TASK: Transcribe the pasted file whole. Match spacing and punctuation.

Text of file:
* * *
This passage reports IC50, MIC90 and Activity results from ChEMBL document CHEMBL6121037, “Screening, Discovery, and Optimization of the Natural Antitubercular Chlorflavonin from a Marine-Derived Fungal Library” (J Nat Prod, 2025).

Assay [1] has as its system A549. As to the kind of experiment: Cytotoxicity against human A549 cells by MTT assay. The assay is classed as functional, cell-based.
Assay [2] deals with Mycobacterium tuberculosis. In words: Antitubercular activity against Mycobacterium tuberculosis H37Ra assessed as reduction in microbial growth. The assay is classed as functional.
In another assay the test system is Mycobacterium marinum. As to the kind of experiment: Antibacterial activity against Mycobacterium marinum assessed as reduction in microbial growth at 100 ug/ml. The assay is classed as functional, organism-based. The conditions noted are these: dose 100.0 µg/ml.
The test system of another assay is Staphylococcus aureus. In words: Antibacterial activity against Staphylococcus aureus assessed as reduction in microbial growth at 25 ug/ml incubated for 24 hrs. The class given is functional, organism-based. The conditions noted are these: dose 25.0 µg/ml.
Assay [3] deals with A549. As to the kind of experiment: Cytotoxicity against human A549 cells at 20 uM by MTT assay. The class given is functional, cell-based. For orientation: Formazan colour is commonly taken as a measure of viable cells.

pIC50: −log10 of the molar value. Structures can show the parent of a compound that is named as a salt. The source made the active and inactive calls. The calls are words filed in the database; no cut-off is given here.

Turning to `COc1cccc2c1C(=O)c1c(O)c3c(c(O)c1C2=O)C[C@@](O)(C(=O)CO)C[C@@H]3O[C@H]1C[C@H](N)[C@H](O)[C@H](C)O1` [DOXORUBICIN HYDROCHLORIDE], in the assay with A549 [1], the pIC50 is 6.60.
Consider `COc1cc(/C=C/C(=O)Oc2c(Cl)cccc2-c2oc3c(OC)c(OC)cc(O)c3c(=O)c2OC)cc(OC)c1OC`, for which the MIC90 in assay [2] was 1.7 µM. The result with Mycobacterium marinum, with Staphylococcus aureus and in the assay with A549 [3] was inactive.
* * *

This passage reports IC50, MIC90 and Activity results from ChEMBL document CHEMBL6121037, “Screening, Discovery, and Optimization of the Natural Antitubercular Chlorflavonin from a Marine-Derived Fungal Library” (J Nat Prod, 2025).

Assay [1] has as its system A549. As to the kind of experiment: Cytotoxicity against human A549 cells by MTT assay. The assay is classed as functional, cell-based.
Assay [2] deals with Mycobacterium tuberculosis. In words: Antitubercular activity against Mycobacterium tuberculosis H37Ra assessed as reduction in microbial growth. The assay is classed as functional.
In another assay the test system is Mycobacterium marinum. As to the kind of experiment: Antibacterial activity against Mycobacterium marinum assessed as reduction in microbial growth at 100 ug/ml. The assay is classed as functional, organism-based. The conditions noted are these: dose 100.0 µg/ml.
The test system of another assay is Staphylococcus aureus. In words: Antibacterial activity against Staphylococcus aureus assessed as reduction in microbial growth at 25 ug/ml incubated for 24 hrs. The class given is functional, organism-based. The conditions noted are these: dose 25.0 µg/ml.
Assay [3] deals with A549. As to the kind of experiment: Cytotoxicity against human A549 cells at 20 uM by MTT assay. The class given is functional, cell-based. For orientation: Formazan colour is commonly taken as a measure of viable cells.

pIC50: −log10 of the molar value. Structures can show the parent of a compound that is named as a salt. The source made the active and inactive calls. The calls are words filed in the database; no cut-off is given here.

Turning to `COc1cccc2c1C(=O)c1c(O)c3c(c(O)c1C2=O)C[C@@](O)(C(=O)CO)C[C@@H]3O[C@H]1C[C@H](N)[C@H](O)[C@H](C)O1` [DOXORUBICIN HYDROCHLORIDE], in the assay with A549 [1], the pIC50 is 6.60.
Consider `COc1cc(/C=C/C(=O)Oc2c(Cl)cccc2-c2oc3c(OC)c(OC)cc(O)c3c(=O)c2OC)cc(OC)c1OC`, for which the MIC90 in assay [2] was 1.7 µM. The result with Mycobacterium marinum, with Staphylococcus aureus and in the assay with A549 [3] was inactive.